The face of Britain by Simon Schama
Simon Schama is an experienced career historian, with a special interest in art history. This volume, accompanying the BBC series of the same name, is a long discursive treatise on how to understand and interpret the history of a nation through portraiture.
It is as much a study of the relationships between sitters and their artists, as it is of the characters of the subjects themselves. Every painting has a context, and every context has a past history of events and people that lead up to the moment of the portrait being done. We learn about the intentions of the sitters and how they melded, or not, with the intentions of the artist. The portrait, ultimately, had everything to do with the immortality of the sitter, and the legacy of a life lived.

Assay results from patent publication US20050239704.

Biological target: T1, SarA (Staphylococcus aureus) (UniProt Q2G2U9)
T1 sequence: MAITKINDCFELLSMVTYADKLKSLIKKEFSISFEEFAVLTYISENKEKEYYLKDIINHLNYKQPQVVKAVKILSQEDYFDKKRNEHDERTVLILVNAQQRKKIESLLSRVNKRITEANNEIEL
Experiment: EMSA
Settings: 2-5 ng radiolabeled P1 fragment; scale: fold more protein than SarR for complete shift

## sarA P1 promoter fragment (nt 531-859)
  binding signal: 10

From the ‘warts and all’ representation of Oliver Cromwell to the stately majesty of Elizabeth I, every portrait tells its own story. And the story told by Graham Sutherland’s fateful portrait of Winston Churchill, destined to be hung in Parliament for future generations, was so grotesque to the sitter himself, that it ended up on a bonfire in the garden of Chartwell. It was just too curmudgeon for the likes of many.